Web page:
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Report: Bruins talking to at least 3 different teams about Ryan Spooner trade

05.04.17 at 4:17 pm ET
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The Bruins are fielding offers on Ryan Spooner. (Gregory Fisher/USA Today Sports)

The Bruins are fielding offers on Ryan Spooner. (Gregory Fisher/USA Today Sports)

An arbitration-eligible restricted free agent this summer, Ryan Spooner may very well be done in Boston, with his name reappearing on the trade block, according to a Thursday report from The Hockey News.

But that should not be a shock.

The Bruins scratched Spooner for the final two games of their six-game playoff run in April. The second scratch was quite indicative of just how far Spooner had fallen out of favor with the B’s coaching staff, too, as the club lost center David Krejci (who is probably the closest comparable on the B’s roster at least when we talk about centers with offensive creativity in their passing game) to injury, but did not put Spooner back in action, instead opting for winger Matt Beleskey.

It was the whimpering end to a season that saw the 25-year-old put up just 11 goals, 39 points, and 145 shots in 78 games, along with two assists and a minus-2 rating in four postseason contests.

Still, there’s an interest in Spooner from at least three NHL teams.

Among those included in THN’s report are the New Jersey Devils, Vancouver Canucks, and the league’s 31st team, the Vegas Golden Knights. One source has confirmed to WEEI.com that the Canucks had an interest in Spooner earlier in the season when he his name first came up on the trade market. That said, it’s hard to imagine any of these teams having anything to offer the Bruins, as they’re all short on left-side defensive help and/or scoring wings. Vegas, of course, has zero players, but are in a situation where they could negotiate a deal with the Bruins that lands them Spooner and also allows the Bruins to maintain the defensive depth that would surely be attacked by the Golden Knights come June’s expansion draft.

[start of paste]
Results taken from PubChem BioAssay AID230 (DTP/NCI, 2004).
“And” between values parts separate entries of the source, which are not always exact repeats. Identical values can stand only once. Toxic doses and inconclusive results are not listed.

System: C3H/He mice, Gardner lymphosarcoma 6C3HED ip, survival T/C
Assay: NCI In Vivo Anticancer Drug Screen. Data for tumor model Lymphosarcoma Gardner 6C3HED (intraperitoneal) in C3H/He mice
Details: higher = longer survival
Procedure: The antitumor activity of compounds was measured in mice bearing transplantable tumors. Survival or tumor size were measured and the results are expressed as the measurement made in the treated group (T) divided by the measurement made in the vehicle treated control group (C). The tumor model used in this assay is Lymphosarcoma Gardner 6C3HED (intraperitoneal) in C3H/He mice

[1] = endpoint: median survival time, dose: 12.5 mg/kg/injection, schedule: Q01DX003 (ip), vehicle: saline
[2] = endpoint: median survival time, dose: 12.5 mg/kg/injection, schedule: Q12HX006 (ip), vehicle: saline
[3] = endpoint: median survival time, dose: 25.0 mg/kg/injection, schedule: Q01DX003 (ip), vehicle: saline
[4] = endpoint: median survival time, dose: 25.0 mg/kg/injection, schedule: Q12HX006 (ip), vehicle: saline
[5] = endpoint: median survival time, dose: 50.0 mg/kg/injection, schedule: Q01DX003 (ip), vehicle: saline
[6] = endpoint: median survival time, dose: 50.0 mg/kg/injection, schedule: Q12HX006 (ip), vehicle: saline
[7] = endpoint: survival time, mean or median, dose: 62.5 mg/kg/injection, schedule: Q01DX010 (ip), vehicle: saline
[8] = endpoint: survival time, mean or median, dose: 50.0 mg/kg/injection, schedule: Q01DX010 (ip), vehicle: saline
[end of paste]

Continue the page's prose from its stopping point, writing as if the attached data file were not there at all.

The Bruins, for what it’s worth, do not have their natural second-round pick (moved in the Lee Stempniak deadline deal last year) or their natural third-round pick (traded to the Flyers in the Zac Rinaldo trade) in this year’s draft.

It’s also worth noting that the Bruins themselves did not seem fully committed to the idea of Spooner returning next season.

“Well, to be determined,” Bruins general manager Don Sweeney said last week when asked about Spooner’s future with the Bruins. “We’ll look at our roster and what our options are. He has options as well as a restricted free agent and we’ll have discussions with his representatives and see where there’s a fit. Ryan struggled down the stretch, had a nice bump when Bruce [Cassidy] first took over, the familiarity probably helped. Offensively it tailed off.”

Moved back to his natural center position under Cassidy (former Bruins coach Claude Julien constantly toyed with Spooner on the wing to Krejci’s left this year prior to his firing), Spooner tallied three goals and 12 points in 24 games under Cassidy’s leadership, but went 12 straight games without an even-strength point to close out his season.

“Ryan’s a talented player and he’s had a lot of success,” Sweeney continued.

“Our power play is better when he plays as well as he’s capable of playing and he can be a good complement to our group.”

Spooner has played his entire career with the Bruins, with 32 goals and 117 points in 214 NHL games.

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